- Longtime Jets beat writer for New York Daily News
- Syracuse University graduate
FLORHAM PARK, N.J. — As he prepares for what could be his final game with the New York Jets, Sam Darnold sounds like he knows where the organization can find its long-term answer at quarterback.
By sticking with him.
Despite his worst statistical season, Darnold said Thursday he hopes to remain with the Jets and believes he can develop into a franchise quarterback.
“I absolutely believe my best days are ahead,” said Darnold, 23, who was drafted third overall in 2018.
Darnold has fallen short of expectations — 13-24 as the starter — fueling speculation the Jets will trade him and choose his replacement with the second pick in the 2021 NFL draft.
He insisted he’s not approaching Sunday as a possible last game. The Jets (2-13), winners of two straight, face the New England Patriots (6-9) on the road.
“I’m a Jet now,” Darnold said. “I know we all like to think of hypotheticals and what-ifs, but I’m a Jet right now. I love being here. I love the guys in the locker room. I love going to work every single day here.”
Darnold said he hasn’t talked to general manager Joe Douglas about his future. He has one year remaining on his rookie contract, with a fifth-year option for 2022 that must be exercised by early May.
What complicates his future is a lack of development, plus prime draft position. With the second pick, the Jets could take Ohio State’s Justin Fields or BYU’s Zach Wilson and flip Darnold for draft picks.
A lot will depend on who is coaching the team. Adam Gase is expected to be fired after the game, and his replacement will have a say in the quarterback decision.
“I think there are stretches where I didn’t play nearly as well as I should’ve, and I’ll be the first to admit it,” Darnold said.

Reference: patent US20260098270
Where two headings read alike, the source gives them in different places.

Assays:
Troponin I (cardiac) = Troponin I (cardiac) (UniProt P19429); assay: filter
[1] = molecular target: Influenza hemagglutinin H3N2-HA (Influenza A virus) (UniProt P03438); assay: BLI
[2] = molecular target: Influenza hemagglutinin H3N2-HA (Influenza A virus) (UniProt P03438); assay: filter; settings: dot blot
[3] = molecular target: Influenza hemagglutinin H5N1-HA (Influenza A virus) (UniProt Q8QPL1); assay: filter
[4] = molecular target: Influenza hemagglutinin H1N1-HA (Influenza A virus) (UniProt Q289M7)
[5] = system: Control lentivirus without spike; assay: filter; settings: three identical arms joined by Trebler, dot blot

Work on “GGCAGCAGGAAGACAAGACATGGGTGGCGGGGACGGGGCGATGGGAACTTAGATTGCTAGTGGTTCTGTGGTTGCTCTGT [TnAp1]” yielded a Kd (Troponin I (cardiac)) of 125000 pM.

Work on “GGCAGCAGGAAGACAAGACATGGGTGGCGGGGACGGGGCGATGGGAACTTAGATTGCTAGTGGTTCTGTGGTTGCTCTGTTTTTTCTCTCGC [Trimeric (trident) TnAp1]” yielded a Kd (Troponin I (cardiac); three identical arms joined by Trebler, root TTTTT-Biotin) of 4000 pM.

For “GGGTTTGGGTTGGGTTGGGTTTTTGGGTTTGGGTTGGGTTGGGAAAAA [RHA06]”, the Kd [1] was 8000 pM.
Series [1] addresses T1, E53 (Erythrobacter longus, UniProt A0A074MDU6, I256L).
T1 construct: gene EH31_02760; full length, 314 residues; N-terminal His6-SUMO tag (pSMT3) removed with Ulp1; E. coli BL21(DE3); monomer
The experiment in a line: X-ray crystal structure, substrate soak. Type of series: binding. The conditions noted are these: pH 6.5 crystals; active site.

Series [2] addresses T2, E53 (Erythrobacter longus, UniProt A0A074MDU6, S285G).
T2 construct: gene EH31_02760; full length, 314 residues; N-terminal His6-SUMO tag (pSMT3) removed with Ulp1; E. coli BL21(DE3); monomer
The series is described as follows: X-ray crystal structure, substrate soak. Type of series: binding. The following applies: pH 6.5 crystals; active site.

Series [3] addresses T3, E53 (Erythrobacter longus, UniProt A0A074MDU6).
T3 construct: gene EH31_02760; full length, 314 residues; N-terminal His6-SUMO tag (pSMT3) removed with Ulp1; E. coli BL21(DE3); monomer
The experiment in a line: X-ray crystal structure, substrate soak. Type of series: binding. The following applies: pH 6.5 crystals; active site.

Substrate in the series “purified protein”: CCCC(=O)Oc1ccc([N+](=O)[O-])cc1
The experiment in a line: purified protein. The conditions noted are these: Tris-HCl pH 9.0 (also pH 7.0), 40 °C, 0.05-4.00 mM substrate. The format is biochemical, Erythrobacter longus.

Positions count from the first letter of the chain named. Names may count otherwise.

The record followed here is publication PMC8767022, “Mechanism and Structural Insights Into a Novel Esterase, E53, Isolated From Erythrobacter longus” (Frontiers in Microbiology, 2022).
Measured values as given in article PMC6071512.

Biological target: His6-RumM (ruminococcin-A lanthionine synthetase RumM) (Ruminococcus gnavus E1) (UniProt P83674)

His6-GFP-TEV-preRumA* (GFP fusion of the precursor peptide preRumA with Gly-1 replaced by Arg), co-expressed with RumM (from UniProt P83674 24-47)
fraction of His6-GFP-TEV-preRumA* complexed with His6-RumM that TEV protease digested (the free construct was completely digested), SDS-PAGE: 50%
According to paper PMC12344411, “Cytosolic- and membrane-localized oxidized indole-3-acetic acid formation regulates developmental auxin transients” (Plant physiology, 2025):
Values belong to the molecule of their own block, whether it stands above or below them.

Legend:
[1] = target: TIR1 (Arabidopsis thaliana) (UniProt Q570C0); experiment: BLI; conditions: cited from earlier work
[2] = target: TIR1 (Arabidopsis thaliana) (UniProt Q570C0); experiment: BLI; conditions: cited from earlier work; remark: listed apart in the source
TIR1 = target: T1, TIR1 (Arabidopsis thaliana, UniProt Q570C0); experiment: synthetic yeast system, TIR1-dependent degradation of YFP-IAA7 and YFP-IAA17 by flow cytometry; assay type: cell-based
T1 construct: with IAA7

Darnold is the lowest-rated passer in the NFL (72.3), with only eight touchdown passes and nine interceptions, but he’s riding a career-best streak of three straight games without a turnover.
“That’s where Sam’s growth has come the last couple of weeks,” offensive coordinator Dowell Loggains said. “He knows, ‘Put the cape away. You don’t need to be Superman.'”
Gase said the no-turnover streak is “a big stride. Would I love for him to have more three- and four-touchdown games? Absolutely, but that’s not something we can necessarily control, right?”
Darnold’s decision-making, accuracy and footwork need work, according to Gase, who said it’s unfair to criticize him for the offensive struggles. Early in the season, Darnold was throwing to second- and third-string wide receivers because of injuries.
Gase admitted he has done a poor job of coaching the offense. At the same time, Darnold acknowledged he hasn’t helped his coach.
Darnold called this the most challenging year of his football career, going all the way back to high school.
“Yeah, I would say so,” said Darnold, who also dealt with a sprained throwing shoulder that sidelined him for four games. “I had a couple of rough seasons in high school, but this has definitely been a tough season.”
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